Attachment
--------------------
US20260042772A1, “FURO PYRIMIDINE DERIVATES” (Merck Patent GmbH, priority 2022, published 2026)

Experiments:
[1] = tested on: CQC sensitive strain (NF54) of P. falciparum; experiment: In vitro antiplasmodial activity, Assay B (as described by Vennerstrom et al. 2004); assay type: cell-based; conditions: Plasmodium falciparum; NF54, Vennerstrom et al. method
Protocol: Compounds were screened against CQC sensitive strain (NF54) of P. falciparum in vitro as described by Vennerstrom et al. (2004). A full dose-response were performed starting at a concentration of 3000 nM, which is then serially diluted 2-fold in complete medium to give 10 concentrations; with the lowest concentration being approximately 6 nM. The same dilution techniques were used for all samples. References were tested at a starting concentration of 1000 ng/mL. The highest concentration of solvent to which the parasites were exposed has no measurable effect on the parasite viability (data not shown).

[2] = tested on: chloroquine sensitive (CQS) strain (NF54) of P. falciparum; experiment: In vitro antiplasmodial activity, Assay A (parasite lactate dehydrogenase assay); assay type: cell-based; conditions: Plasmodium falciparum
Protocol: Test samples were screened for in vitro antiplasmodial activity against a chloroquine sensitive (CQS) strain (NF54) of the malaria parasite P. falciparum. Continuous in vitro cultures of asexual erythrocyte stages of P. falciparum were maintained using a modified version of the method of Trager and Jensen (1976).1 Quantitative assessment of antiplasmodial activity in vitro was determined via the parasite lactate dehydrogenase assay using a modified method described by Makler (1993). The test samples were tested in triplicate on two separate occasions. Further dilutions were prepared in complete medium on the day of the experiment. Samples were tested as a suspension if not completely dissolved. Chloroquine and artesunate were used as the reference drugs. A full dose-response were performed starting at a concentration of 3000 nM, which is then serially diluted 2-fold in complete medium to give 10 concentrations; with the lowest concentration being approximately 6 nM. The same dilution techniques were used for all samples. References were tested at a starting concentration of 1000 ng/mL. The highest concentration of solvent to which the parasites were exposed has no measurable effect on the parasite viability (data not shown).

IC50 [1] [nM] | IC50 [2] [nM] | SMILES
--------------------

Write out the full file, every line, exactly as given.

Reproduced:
US20260042772A1, “FURO PYRIMIDINE DERIVATES” (Merck Patent GmbH, priority 2022, published 2026)

Experiments:
[1] = tested on: CQC sensitive strain (NF54) of P. falciparum; experiment: In vitro antiplasmodial activity, Assay B (as described by Vennerstrom et al. 2004); assay type: cell-based; conditions: Plasmodium falciparum; NF54, Vennerstrom et al. method
Protocol: Compounds were screened against CQC sensitive strain (NF54) of P. falciparum in vitro as described by Vennerstrom et al. (2004). A full dose-response were performed starting at a concentration of 3000 nM, which is then serially diluted 2-fold in complete medium to give 10 concentrations; with the lowest concentration being approximately 6 nM. The same dilution techniques were used for all samples. References were tested at a starting concentration of 1000 ng/mL. The highest concentration of solvent to which the parasites were exposed has no measurable effect on the parasite viability (data not shown).

[2] = tested on: chloroquine sensitive (CQS) strain (NF54) of P. falciparum; experiment: In vitro antiplasmodial activity, Assay A (parasite lactate dehydrogenase assay); assay type: cell-based; conditions: Plasmodium falciparum
Protocol: Test samples were screened for in vitro antiplasmodial activity against a chloroquine sensitive (CQS) strain (NF54) of the malaria parasite P. falciparum. Continuous in vitro cultures of asexual erythrocyte stages of P. falciparum were maintained using a modified version of the method of Trager and Jensen (1976).1 Quantitative assessment of antiplasmodial activity in vitro was determined via the parasite lactate dehydrogenase assay using a modified method described by Makler (1993). The test samples were tested in triplicate on two separate occasions. Further dilutions were prepared in complete medium on the day of the experiment. Samples were tested as a suspension if not completely dissolved. Chloroquine and artesunate were used as the reference drugs. A full dose-response were performed starting at a concentration of 3000 nM, which is then serially diluted 2-fold in complete medium to give 10 concentrations; with the lowest concentration being approximately 6 nM. The same dilution techniques were used for all samples. References were tested at a starting concentration of 1000 ng/mL. The highest concentration of solvent to which the parasites were exposed has no measurable effect on the parasite viability (data not shown).

IC50 [1] [nM] | IC50 [2] [nM] | SMILES